Points that are both ends of the same segment have the same kod. More generally, if a boundary is represented by a broken line, a point will be placed at each direction shift, and all these shift points should have the same kod, as they are part of the same boundary. Otherwise, two points representing two dierent boundary lines should have a dierent kod.
With these added points, we now have all the needed data for the Kriging under Boundary Conditions process, but we still don’t have really our discretized boundaries. In order to provide these, a simple algorithm will read the input data, detect the boundary points (the ones whose kod is not 0) and create several points between the two ends of the segment by linearly interpolating the coordinates (and the head value for a prescribed head segment). We have to notice here that, for this subroutine to work properly, the two ends of a boundary segment, or two consecutive shift points of a broken line, have to follow one another in the list of input data points. The data set now consists of both the real data points and the points representing the discretized boundary lines. Finally, another algorithm scans the data set again, selects the prescribed ux points, and adds the dummy points in order for them to make a segment perpendicular to the boundary line they are representing. For a dened boundary, this is done using the previous and the following boundary points to compute the local slope of the boundary and setting the slope of the dummy points segment to make it perpendicular to the boundary (cf. Fig. 2.1). For the segment ends, the local slope is computed using the end point itself and its closest neighbor in the segment.
Table of contents :
List of Figures
1.1.1 Random Variable
1.1.2 Random Function
1.1.3 Other Denitions
1.1.4 Stationarity Hypothesis
1.1.5 A Useful Result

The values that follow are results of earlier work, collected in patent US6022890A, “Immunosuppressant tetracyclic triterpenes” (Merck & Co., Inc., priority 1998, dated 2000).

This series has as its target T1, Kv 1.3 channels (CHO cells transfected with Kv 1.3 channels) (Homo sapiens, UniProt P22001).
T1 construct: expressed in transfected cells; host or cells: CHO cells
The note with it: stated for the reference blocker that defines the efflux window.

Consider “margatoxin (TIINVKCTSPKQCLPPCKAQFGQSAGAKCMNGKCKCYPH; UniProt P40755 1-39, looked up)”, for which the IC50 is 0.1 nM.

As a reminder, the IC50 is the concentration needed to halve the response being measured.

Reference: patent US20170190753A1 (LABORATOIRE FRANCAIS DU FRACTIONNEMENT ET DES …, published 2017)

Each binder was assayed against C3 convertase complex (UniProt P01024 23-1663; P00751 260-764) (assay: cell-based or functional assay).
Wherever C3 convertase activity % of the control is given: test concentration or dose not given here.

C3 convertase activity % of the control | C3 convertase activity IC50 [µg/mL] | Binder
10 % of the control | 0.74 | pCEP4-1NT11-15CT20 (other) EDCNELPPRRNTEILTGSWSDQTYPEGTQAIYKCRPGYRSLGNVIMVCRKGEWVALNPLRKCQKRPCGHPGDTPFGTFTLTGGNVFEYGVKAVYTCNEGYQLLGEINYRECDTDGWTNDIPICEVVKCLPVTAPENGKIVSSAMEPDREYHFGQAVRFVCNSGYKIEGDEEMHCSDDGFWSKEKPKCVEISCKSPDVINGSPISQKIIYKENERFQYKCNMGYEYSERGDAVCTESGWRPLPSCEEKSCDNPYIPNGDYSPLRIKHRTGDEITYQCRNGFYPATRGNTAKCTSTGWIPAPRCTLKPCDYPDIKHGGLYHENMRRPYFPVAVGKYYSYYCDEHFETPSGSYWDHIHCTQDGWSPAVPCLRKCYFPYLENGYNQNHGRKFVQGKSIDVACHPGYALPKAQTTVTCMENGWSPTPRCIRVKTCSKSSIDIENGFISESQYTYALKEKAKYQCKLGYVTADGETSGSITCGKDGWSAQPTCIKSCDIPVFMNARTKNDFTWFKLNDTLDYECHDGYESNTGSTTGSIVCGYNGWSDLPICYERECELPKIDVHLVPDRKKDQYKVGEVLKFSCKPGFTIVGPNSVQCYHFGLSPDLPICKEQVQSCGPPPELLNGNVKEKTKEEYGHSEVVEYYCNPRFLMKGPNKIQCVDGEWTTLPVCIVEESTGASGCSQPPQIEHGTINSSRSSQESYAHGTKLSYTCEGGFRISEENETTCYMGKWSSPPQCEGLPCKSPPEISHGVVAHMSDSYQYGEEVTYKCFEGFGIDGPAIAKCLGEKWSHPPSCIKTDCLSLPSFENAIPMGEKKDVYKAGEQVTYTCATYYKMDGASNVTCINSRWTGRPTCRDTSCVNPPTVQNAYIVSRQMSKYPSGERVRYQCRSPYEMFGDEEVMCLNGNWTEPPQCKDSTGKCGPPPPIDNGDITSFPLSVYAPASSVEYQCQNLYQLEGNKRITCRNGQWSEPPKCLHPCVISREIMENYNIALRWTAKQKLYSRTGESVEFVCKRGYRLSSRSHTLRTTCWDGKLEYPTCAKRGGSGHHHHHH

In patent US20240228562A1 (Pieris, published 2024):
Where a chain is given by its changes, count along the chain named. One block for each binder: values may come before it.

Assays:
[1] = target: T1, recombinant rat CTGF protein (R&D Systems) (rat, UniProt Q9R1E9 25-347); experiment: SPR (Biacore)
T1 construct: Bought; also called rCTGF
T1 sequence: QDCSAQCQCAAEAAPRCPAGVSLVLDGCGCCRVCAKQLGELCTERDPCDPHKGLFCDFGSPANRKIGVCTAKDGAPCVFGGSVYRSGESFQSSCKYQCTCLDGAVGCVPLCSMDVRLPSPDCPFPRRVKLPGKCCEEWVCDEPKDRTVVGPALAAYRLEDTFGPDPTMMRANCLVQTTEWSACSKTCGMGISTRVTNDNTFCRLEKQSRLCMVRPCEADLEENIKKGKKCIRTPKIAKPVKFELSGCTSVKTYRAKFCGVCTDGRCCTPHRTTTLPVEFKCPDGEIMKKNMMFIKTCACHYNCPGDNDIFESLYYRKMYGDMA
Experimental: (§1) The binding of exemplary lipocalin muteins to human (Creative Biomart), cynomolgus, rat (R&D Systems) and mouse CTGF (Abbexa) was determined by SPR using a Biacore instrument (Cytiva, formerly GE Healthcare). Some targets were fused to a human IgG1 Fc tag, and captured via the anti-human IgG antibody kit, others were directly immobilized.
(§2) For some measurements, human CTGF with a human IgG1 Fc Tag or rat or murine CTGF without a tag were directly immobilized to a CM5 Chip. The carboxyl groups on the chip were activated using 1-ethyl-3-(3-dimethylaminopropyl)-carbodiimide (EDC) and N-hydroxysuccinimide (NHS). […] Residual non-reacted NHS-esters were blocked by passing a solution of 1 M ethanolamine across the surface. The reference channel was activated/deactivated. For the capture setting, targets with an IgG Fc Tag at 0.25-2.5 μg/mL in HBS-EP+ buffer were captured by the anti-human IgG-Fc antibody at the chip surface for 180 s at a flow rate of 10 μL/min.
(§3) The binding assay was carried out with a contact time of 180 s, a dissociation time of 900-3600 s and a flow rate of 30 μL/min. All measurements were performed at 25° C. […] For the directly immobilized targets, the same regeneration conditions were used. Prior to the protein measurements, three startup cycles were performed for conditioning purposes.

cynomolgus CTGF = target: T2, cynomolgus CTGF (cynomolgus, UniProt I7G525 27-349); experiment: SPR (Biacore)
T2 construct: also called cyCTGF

1.2 Structural Analysis
1.2.1 Experimental Variogram
1.2.2 Variogram Characteristics
1.2.3 Variogram Examples
1.3 Kriging Basics
1.4 Universal Kriging or Kriging with a Trend Model
1.4.1 Drift Terms
1.4.2 Linearity Constraint
1.4.3 Authorization Constraint
1.4.4 Unbiasedness Constraints
1.4.5 Optimality Constraint
1.4.6 Solving the Kriging Equations
1.5 Multivariate Geostatistics : Cokriging
2 Kriging under Boundary Conditions
2.1 Boundary Conditions in Hydrogeology
2.1.1 Prescribed Head
2.1.2 Prescribed Flux
2.2 The Kriging under Boundary Conditions System
2.2.1 Linearity Constraint
2.2.2 Authorization Constraint
2.2.3 Unbiasedness Constraints
2.2.4 Optimality Constraint
2.3 Code Implementation
2.3.1 Kriging Neighborhood
2.3.2 Adding the Boundary Conditions Data
2.3.3 Discretization Parameters
2.3.4 Singularity Conditions
2.3.5 Constant Flux Conditions
2.3.6 Cubic Variogram
2.3.7 Filling the Kriging under Boundary Conditions Matrix
2.4 Application of Kriging under Boundary Conditions
2.4.1 Comparison between Universal Kriging and Kriging under Boundary
2.4.2 Undened boundaries
2.4.3 Constant Flux Boundaries
2.4.4 River and Inside Constant Flux
2.4.5 Screen Eect
3 (Co-)Kriging with Multivariate Structural Analysis
3.1 Further Geostatistical Denitions
3.1.1 Intrinsic Random Function of order k (IRF-k)
3.1.2 Generalized Covariance
3.2 Kriging the Head using Transmissivity Knowledge
3.2.1 Hydrogeologic Context
3.2.2 The Stochastic Equation Z = Y
3.2.3 Covariance Model
3.2.4 Covariance Choice and Code Implementation .
3.3 Cokriging Head and Log Transmissivity
3.3.2 The Cokriging System
3.3.3 The Cokriging under Boundary Conditions System
3.4 Inverse Problem
3.4.1 The Inverse Problem Kriging System
3.4.2 The Bias in Lognormal Kriging
3.5.1 Code Implementation